The Nissan Altima has been sold for nearly two decades, starting out as a smallish midsize sedan and maturing into the full-fledged family sedan it is today. There have been five Altima generations thus far, with the third generation marking the key shift to mainstream dimensions and specifications. Nissan likes to emphasize the Altima's fun-to-drive character, a trait we've come to appreciate in road tests over the years. Significant evolutions in features, finesse and frugality have made the Altima a perennial top pick in this popular segment.
Current Nissan Altima
The Altima is available with one of two engines. The standard 2.5-liter, 182-horsepower four-cylinder returns an impressive 31 mpg combined, while the 3.5-liter, 270-hp V6 achieves a respectable 25 mpg combined. Both are equipped with a continuously variable automatic transmission (CVT).
There are seven trim levels to choose from, designated as either 2.5 or 3.5 depending on which engine's under the hood. The base 2.5 model gets you steel wheels along with nice perks like keyless ignition/entry and Bluetooth streaming audio, while the 2.5 S adds a power driver seat and an upgraded stereo. The 2.5 SV includes alloy wheels, dual-zone automatic climate control and a touchscreen interface. The fancy 2.5 SL boasts leather upholstery and Bose audio.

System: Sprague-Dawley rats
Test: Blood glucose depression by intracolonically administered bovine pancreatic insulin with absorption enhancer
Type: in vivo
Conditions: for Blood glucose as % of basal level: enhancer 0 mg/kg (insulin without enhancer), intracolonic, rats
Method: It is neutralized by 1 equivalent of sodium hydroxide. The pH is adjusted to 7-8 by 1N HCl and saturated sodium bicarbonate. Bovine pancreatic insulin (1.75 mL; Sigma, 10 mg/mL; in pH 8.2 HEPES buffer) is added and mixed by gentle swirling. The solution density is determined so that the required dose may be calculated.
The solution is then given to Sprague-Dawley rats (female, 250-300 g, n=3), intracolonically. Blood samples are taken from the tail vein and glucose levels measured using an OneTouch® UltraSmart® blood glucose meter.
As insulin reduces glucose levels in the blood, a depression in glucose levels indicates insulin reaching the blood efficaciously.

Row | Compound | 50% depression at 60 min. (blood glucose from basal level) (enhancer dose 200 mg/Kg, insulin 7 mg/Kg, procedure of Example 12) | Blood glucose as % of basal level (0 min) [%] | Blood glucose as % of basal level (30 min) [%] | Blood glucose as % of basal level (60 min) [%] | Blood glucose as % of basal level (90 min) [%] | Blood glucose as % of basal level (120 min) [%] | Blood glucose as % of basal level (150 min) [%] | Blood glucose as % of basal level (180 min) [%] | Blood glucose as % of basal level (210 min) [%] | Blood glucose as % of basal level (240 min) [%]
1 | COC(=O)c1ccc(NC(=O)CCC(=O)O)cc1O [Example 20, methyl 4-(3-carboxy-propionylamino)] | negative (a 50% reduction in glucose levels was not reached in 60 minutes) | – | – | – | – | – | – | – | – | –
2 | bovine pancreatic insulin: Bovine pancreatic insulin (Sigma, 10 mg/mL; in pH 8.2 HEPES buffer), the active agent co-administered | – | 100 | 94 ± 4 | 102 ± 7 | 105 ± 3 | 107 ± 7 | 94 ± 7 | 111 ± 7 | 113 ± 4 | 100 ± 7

Note that the 3.5 S gets many of the 2.5 SV's features plus larger alloy wheels, and the 3.5 SL tacks on xenon headlights. All SV and SL models are eligible for a Technology package that includes a bigger touchscreen, a navigation system, voice controls and a collection of electronic safety features like blind-spot monitoring.
In reviews, we've been very impressed with the Nissan Altima. Most of its competitors are certainly worth a look, but this Nissan has all the makings of a benchmark. It does all the little things right, and goes the extra mile with its rewarding driving dynamics and high-end cabin. Passenger space is also quite good, though some may find backseat headroom a bit lacking.
If you're having a hard time choosing between the four-cylinder and the V6, consider that the four offers a rare combination of excellent fuel economy and relatively swift acceleration. In Edmunds testing, a four-cylinder Altima accelerated to 60 mph in 7.8 seconds, which is pretty impressive given its high fuel economy. Of course, we clocked the burly V6 at just 6.2 seconds, so if power's a priority, the 3.5 model range is a nice option to have.
Read the most recent 2015 Nissan Altima review.
If you are looking for older years, visit our used Nissan Altima page.